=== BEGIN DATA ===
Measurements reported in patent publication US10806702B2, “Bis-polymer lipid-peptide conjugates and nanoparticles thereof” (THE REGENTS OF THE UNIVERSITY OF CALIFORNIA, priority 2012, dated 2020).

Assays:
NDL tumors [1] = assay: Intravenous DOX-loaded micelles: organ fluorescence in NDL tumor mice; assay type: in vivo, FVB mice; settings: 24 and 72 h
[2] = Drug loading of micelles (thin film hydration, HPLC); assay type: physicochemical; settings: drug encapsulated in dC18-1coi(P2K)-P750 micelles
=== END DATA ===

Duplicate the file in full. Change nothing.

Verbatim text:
Measurements reported in patent publication US10806702B2, “Bis-polymer lipid-peptide conjugates and nanoparticles thereof” (THE REGENTS OF THE UNIVERSITY OF CALIFORNIA, priority 2012, dated 2020).

Assays:
NDL tumors [1] = assay: Intravenous DOX-loaded micelles: organ fluorescence in NDL tumor mice; assay type: in vivo, FVB mice; settings: 24 and 72 h
[2] = Drug loading of micelles (thin film hydration, HPLC); assay type: physicochemical; settings: drug encapsulated in dC18-1coi(P2K)-P750 micelles